Coronavirus Spreads Worldwide, Reaching Massachusetts

COVID-19 Confirmed Cases Surpass 300,000 Internationally


Charlotte Clarke

If exposed to the virus, it is recommended people are quarantined.

Lauren Celardo, Staff Writer

What is coronavirus?

Coronavirus (COVID-19) has taken the world’s attention in the last two months. The virus originated in Wuhan, China after transmission from animals, like bats and seafood, during the Lunar New Year celebrations. Similar to the flu, coronavirus then spreads from droplets through the air from a cough or sneeze. 

Symptoms include fever, cough and difficulty breathing; the virus only becomes deadly when respiratory distress progresses to pneumonia. So far, the majority of deaths have been in older people or those with compromised immune systems, and many more patients have recovered. The death rate for all cases is about 3.4 percent. There is not yet a cure for COVID-19, so doctors focus on treating symptoms and maintaining organ functions with rest, medication and fluids. 

Out of urban China, the World Health Organization reports that the virus has spread to 378,741 people worldwide with about 16,500 deaths. In the U.S., the CDC confirmed 33,404 cases across all 50 states, with 400 deaths. New York leads with over 15,000 cases from community spread; Massachusetts has 646, including in Walpole, leading Governor Baker to declare a state of emergency. 

Looking forward, scientists are working quickly to understand the virus to develop treatments and vaccines. In the meantime, hospitals are preparing to treat the virus with infectious disease protocols and public health measures.

“We learned a lot from the 2014 Ebola outbreak,” Dr. Pritish Tosh of Mayo Clinic said in an interview.


The virus itself, and the fear that comes with it, has affected more than just people’s health. Decreased Chinese production and fears of Chinese products have led to stock market lows as companies’ values decline, and the demand for products like hand sanitizer, masks and Clorox has outpaced the supply, causing shortages.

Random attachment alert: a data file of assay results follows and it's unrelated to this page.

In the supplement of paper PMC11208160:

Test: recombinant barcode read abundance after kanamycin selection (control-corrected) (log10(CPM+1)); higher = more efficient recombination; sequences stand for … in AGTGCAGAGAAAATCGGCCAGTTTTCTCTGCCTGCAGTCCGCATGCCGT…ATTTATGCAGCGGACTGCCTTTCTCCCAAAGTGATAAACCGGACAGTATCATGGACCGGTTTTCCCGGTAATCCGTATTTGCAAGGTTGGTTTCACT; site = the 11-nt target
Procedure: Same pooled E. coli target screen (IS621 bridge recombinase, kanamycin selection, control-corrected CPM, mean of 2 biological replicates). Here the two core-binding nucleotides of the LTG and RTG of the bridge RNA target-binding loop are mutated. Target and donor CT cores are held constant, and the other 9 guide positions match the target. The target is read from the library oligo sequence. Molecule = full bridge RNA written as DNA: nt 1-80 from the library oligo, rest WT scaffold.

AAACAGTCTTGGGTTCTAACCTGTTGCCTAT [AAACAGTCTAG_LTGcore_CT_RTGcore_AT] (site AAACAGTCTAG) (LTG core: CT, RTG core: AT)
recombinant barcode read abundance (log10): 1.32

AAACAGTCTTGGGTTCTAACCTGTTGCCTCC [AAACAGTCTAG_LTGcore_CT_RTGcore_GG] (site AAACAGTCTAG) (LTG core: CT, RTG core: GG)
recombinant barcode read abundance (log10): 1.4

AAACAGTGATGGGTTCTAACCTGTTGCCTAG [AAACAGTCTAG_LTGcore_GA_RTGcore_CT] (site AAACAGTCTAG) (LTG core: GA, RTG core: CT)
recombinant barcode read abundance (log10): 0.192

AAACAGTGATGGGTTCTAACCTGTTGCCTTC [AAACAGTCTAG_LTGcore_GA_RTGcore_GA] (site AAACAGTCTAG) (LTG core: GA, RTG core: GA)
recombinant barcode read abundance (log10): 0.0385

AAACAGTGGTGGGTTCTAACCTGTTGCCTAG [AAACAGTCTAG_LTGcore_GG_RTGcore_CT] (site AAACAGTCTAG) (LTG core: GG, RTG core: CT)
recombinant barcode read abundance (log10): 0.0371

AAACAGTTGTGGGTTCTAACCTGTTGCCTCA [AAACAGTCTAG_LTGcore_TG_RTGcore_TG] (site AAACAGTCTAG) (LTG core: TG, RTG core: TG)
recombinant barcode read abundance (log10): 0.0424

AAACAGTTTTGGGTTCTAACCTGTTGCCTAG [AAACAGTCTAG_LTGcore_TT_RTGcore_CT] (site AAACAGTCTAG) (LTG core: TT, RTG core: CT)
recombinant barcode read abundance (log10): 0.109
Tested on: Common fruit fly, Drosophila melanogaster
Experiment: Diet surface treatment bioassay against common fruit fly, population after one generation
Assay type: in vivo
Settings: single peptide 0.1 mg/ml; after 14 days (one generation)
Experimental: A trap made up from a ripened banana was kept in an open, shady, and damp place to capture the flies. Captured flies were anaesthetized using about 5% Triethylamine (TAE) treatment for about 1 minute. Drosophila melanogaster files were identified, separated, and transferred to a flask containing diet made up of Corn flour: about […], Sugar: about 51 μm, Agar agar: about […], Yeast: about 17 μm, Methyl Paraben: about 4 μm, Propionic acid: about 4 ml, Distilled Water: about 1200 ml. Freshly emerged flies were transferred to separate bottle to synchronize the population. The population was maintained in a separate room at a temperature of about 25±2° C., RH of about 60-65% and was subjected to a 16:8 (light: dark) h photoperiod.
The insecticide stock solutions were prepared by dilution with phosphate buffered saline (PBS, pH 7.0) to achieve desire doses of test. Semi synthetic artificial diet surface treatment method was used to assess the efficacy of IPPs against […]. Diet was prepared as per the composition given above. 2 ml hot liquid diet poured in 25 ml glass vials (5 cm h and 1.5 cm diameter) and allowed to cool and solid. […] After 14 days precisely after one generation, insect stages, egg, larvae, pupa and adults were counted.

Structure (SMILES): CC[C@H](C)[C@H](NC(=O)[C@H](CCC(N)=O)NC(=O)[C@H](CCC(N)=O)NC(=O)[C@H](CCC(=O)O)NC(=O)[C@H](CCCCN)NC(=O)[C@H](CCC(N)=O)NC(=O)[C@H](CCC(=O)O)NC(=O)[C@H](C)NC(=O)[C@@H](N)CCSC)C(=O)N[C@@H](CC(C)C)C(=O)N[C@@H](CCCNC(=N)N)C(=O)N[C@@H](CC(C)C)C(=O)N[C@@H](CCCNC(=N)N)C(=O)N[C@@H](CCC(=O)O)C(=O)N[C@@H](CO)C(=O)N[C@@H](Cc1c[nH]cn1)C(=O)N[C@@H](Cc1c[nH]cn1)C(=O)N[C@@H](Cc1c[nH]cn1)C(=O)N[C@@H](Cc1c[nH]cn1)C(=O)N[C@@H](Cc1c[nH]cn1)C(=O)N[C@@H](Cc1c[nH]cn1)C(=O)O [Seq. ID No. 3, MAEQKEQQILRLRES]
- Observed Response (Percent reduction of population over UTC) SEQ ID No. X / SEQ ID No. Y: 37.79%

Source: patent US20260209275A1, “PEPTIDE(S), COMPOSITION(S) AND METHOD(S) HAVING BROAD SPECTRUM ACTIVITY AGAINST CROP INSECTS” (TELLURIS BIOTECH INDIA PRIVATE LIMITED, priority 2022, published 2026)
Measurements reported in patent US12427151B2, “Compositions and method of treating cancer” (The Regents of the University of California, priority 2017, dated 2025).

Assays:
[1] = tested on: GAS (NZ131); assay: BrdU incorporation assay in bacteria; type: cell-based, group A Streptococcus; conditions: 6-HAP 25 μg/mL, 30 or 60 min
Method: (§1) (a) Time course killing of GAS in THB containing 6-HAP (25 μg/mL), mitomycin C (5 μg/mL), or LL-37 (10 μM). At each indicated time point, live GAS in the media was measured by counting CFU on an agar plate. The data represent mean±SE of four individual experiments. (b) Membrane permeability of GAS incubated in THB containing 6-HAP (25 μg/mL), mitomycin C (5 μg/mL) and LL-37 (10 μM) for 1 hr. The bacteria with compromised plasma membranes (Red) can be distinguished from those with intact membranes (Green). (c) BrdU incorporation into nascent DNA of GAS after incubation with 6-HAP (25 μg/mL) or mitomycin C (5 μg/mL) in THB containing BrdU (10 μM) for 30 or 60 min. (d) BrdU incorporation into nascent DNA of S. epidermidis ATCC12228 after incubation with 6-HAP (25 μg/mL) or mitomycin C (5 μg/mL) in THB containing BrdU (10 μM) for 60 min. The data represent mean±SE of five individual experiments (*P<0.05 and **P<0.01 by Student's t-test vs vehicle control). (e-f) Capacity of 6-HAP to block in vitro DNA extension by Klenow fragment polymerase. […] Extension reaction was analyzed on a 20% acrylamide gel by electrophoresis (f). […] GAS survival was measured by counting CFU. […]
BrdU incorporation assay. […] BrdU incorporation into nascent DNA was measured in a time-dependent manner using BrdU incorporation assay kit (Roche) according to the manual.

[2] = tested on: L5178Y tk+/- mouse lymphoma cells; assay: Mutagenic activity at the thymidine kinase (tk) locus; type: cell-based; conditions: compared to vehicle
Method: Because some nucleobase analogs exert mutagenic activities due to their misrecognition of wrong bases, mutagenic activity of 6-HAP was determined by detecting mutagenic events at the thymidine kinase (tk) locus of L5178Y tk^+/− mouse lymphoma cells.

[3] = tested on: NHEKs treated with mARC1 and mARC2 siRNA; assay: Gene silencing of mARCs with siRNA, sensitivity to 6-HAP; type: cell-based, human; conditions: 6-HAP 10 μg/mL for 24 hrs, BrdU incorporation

International travel has also been greatly impacted. The U.S. government has recommended not to travel domestically or internationally, especially to countries with outbreaks, like China, Italy and Iran, and all are warned to pay attention to their health. Here at WHS, spring international trips to France and Panama have been canceled.

“The uncertainty of closed excursions, grounded flights and the possible quarantine of students upon returning home were additional contributing factors. The decision has not been easy; however, the safety and well being of our students is our highest priority,” superintendent Bridget Gough said in a letter to parents about the France trip on March 5.

Most colleges have sent students home, switching to online classes for the rest of the semester to avoid possible spread, and closing campuses to prospective students. 

Most nonessential businesses have closed, and events expecting crowds have been canceled or postponed due to the virus, such the Coachella music festival in California and the Tokyo Summer Olympics.


“The best way to protect yourself and your community is with everyday preventive actions, like staying home when you are sick and washing hands with soap and water to help slow the spread of respiratory illness,” Surgeon General of the United States Jerome Adams tweeted on Feb. 29. 

Traditional hygiene measures like avoiding touching your face, washing hands for at least 20 seconds, using hand sanitizer with over 60% alcohol and vaccinations will prevent the majority of the population from getting the virus. Social distancing is encouraged, and people should stay at home if possible and remain six feet away from others. Masks like the N95 respirator are only meant to be worn after a fit evaluation, and the CDC only recommends them in a healthcare workplace or for those infected, not for daily use. 


The spread and coverage of the virus has led to panic in many, but it is not deadly in the vast majority of cases—in China, 2.3 percent of patients have died, and the data skewed towards older adults over 80. Prices of medical equipment going up make it more difficult for healthcare workers to access supplies, inaccurate stigmas against Chinese people lead to unneeded discrimination and economic consequences and sensationalist media only leads to mass hysteria. 

“I think if students just take the media headlines and whatever is being presented by news, then it is potentially misrepresented information,” WHS science teacher Jennifer Reichheld said. “Students are educated enough to make their own choices and decisions. Being informed allows you to keep a level head and decide when there is really a true risk versus a media hype.”